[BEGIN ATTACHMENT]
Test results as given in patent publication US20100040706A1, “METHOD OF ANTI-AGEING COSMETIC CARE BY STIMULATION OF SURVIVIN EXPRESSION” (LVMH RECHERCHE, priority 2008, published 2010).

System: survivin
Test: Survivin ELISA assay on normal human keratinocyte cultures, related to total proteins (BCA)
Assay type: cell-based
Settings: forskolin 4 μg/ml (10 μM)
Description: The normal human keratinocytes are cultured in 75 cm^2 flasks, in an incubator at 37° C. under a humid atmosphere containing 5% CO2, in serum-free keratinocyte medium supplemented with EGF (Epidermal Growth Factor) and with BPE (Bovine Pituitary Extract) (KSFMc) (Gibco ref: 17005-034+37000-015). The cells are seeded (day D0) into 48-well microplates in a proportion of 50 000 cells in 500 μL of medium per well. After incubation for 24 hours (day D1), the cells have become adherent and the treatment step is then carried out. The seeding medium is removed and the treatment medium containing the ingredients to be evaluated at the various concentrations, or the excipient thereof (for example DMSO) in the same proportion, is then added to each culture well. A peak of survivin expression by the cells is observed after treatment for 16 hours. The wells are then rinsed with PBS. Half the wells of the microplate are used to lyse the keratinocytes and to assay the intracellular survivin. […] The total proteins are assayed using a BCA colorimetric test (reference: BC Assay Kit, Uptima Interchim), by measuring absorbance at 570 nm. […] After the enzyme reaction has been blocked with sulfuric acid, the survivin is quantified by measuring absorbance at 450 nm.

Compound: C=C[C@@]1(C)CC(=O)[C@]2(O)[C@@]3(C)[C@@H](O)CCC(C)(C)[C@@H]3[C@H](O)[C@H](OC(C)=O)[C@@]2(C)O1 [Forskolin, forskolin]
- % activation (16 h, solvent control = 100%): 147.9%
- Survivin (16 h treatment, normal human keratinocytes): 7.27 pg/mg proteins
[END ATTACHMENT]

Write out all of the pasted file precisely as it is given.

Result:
Test results as given in patent publication US20100040706A1, “METHOD OF ANTI-AGEING COSMETIC CARE BY STIMULATION OF SURVIVIN EXPRESSION” (LVMH RECHERCHE, priority 2008, published 2010).

System: survivin
Test: Survivin ELISA assay on normal human keratinocyte cultures, related to total proteins (BCA)
Assay type: cell-based
Settings: forskolin 4 μg/ml (10 μM)
Description: The normal human keratinocytes are cultured in 75 cm^2 flasks, in an incubator at 37° C. under a humid atmosphere containing 5% CO2, in serum-free keratinocyte medium supplemented with EGF (Epidermal Growth Factor) and with BPE (Bovine Pituitary Extract) (KSFMc) (Gibco ref: 17005-034+37000-015). The cells are seeded (day D0) into 48-well microplates in a proportion of 50 000 cells in 500 μL of medium per well. After incubation for 24 hours (day D1), the cells have become adherent and the treatment step is then carried out. The seeding medium is removed and the treatment medium containing the ingredients to be evaluated at the various concentrations, or the excipient thereof (for example DMSO) in the same proportion, is then added to each culture well. A peak of survivin expression by the cells is observed after treatment for 16 hours. The wells are then rinsed with PBS. Half the wells of the microplate are used to lyse the keratinocytes and to assay the intracellular survivin. […] The total proteins are assayed using a BCA colorimetric test (reference: BC Assay Kit, Uptima Interchim), by measuring absorbance at 570 nm. […] After the enzyme reaction has been blocked with sulfuric acid, the survivin is quantified by measuring absorbance at 450 nm.

Compound: C=C[C@@]1(C)CC(=O)[C@]2(O)[C@@]3(C)[C@@H](O)CCC(C)(C)[C@@H]3[C@H](O)[C@H](OC(C)=O)[C@@]2(C)O1 [Forskolin, forskolin]
- % activation (16 h, solvent control = 100%): 147.9%
- Survivin (16 h treatment, normal human keratinocytes): 7.27 pg/mg proteins